Hard bread is a traditional bread here in Newfoundland. It has to be soaked in liquid to soften it up. It’s very shelf stable, so many years ago, when people had no means to preserve foods, it was a staple in homes and at sea. As kids, when we’d go to my grandmother’s place and come out of the pool starving, she’d give us hard bread as a snack.

The difference between salted cod and fresh cod is like day and night. Obviously, salted cod is much saltier, while the fresh cod melts in your mouth. Salted cod is also harder, though it softens up once it’s soaked, drained and cooked. It’s not as tender as fresh fish, but it’s not quite as chewy as steak, either.

Fish and brewis is such a simple, quick and easy meal. And it’s tasty. It can be eaten for breakfast, lunch or supper. Some customers come in and order it for breakfast, and they pour molasses over it. A lot of people who live out of the province then return home, that’s the kind of food they’re looking for. It brings back memories.

See more photos of Lynn Crawford’s visit to Bidgood’s market here.

A Traditional Jiggs Dinner in Newfoundland

By Ed Sears, as told to Valerie Howes

Like most Newfoundlanders, Fire Lt. Ed Sears grew up eating Jiggs dinner on Sundays with extended family. Today, he carries on that tradition at the fire halls where he works in Mount Pearl and St. John’s, N.L.

Fire Lt. Ed Sears

Fire Lt. Ed Sears
Alibi Entertainment

I’ve been eating Jiggs dinner since I was a child. I believe it’s called Jiggs dinner because of a cartoon strip, where the main character was an Irish-American called Jiggs who loved his boiled dinner. It consists of boiled potatoes, turnips, carrots, peas pudding, cabbage—and, sometimes, a blueberry duff—then salted beef and usually roast turkey or roast pork. It’s hard to pinpoint one item I like best in Jiggs dinner; I like the combination of everything put together. It’s a clever meal!

A duff is similar to a bread loaf. It’s boiled in the pot along with the dinner inside two bags so it doesn’t absorb the taste of the salted meat. It swells up to whatever size the inside bag is. You can make a molasses duff with raisins, but I like to use blueberries—mine tastes a bit like blueberry muffins. Some people slice it up and eat it with their meal, and some have it after dinner with a cup of tea.


When I was young, my mother or grandmother rotated cooking Jiggs dinner for family gatherings on a Sunday. If you have it for dinner (dinner being at around noon), it’s an all-morning preparation that starts at 8 o’clock. There were grandparents from both sides, aunts and uncles, in-laws, my parents and my siblings around the table—anywhere from a dozen to 20 people. It was quite a gathering! We’d put a leaf in the table and all sit down at once; sometimes, there would be two seatings, depending on how big the crowd was.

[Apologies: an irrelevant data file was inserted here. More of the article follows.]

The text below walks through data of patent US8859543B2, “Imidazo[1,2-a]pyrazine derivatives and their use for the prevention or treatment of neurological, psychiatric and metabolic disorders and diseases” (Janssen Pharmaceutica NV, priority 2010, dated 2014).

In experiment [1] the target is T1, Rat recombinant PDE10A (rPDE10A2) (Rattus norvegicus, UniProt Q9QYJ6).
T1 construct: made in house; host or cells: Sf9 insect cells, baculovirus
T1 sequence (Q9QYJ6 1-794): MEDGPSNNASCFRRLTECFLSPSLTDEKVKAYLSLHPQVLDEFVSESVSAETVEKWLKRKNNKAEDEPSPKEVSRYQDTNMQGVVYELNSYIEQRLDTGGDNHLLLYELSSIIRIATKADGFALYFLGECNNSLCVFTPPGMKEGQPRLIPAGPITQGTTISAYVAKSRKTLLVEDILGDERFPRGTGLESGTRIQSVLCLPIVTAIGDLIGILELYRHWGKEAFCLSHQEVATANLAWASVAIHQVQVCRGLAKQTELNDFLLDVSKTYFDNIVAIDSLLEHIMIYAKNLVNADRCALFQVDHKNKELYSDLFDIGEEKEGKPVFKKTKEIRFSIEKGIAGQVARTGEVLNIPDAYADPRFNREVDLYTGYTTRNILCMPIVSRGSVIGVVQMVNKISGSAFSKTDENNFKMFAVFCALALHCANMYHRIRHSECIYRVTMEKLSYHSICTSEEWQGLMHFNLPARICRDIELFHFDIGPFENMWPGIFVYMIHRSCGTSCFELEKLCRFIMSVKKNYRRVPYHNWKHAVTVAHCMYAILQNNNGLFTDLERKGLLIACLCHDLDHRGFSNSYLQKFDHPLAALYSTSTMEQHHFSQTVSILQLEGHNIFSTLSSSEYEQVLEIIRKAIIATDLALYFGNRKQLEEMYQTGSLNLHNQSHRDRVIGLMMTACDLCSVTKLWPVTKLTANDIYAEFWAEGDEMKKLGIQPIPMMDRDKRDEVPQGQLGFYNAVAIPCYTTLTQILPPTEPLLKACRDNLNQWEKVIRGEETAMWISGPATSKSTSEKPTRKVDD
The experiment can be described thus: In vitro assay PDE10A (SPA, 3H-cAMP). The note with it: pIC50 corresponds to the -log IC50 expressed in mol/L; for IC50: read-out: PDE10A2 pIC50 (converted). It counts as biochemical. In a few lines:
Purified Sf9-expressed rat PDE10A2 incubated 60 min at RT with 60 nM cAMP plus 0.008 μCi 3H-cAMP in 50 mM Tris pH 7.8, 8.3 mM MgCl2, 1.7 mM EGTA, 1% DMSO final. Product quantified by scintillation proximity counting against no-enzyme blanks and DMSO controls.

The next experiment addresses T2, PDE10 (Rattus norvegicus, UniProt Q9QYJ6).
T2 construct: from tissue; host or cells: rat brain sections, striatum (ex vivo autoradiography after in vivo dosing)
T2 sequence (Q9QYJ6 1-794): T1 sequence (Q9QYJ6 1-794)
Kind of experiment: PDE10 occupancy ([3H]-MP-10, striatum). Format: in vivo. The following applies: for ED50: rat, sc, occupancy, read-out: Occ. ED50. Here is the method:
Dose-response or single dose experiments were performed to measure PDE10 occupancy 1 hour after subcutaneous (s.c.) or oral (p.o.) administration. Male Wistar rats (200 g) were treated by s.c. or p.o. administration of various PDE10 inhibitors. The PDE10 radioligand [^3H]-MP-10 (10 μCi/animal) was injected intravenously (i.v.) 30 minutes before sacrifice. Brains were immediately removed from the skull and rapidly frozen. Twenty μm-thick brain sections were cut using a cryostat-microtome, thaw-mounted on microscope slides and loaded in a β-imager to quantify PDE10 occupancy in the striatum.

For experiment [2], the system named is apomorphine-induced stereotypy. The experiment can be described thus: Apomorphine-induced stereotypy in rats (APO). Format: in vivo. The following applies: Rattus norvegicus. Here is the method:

I learned to make Jiggs dinner a little bit from my grandmother, but a lot from being in the fire department for 21 years. We have certain traditions in the fire hall: Friday is fresh fish day; Saturday we have pea soup; and Sunday is always Jiggs dinner. You’ve got to learn to cook it right or you end up annoying a dozen fellows, and that’s never good.

If there’s a fire in town while I’m cooking, everything gets turned off and left exactly as it is. Hopefully, it’s a false alarm, and if we’re back at the hall in time, we can turn the oven back on and salvage the meal.

When it comes to sitting down and eating our Jiggs dinner at the fire hall, it’s pretty quiet while everyone enjoys the food. But in the buildup to the meal, there’s excitement. While the guys are out there doing their work, a really nice mouthwatering smell floats through the whole station. As the cook, you always get a little bit of sarcastic criticism and carrying on while you’re making dinner, but normally, the boys will tell you honestly if it’s good or bad at the table. And at the end of the meal, everybody’s so full they can’t even move.

How to make Jiggs Dinner
If including a roast turkey, start by thawing it a few days in advance. The second step is to soak the split peas for the peas pudding overnight.

Cooking day starts off with the salted beef; that’s the very first thing that needs to go in the pot. I boil it down because the meat is pickled in an awful lot of salt, so cover it with water and boil it for about an hour (some people soak their salted beef overnight to remove even more salt, but I just boil mine). Fill the water up again to cover the meat and taste the water to be sure it has the saltiness you want. If not, boil it longer until the water tastes the way you want. I leave the water in the pot a little bit salty, knowing I will be adding the peas pudding (boiled in a bag, like the duff) and vegetables that will be absorbing a bit more salt. You want your food to have just enough flavour to it.

The peas pudding goes in one bag; the duff is put in two bags. Put both bags in the boiling water with the beef for about 2 hours. During those 2 hours, add your vegetables (turnips, carrots and potatoes) at different times to prevent them from overcooking: Cabbage needs about 40 minutes; turnips and carrots, 30 minutes; and potatoes, about 20 minutes.

Once it’s all boiled through and ready, the vegetables come out. A bit of pot liquor (the remaining water in the pot) will be used to mix with the juices left from the roast turkey or roast pork to make gravy.

The recipe depends on the number of people you’re feeding. We allow once piece of salted beef per person, plus two pieces of carrot, two pieces of turnip, two potatoes and a heaping spoonful of cabbage. Cabbage is served in a bowl all cut up so everyone can take a big spoonful. The peas pudding, same thing: served in a bowl so you can take a spoonful.

From a whole roast turkey, you serve yourself one portion. Whatever’s left of the turkey when the meal is done, you boil it down to make turkey soup with.

Do you have a Jiggs dinner and blueberry duff recipe to share? Add it to the Great Canadian Cookbook for your chance to be published!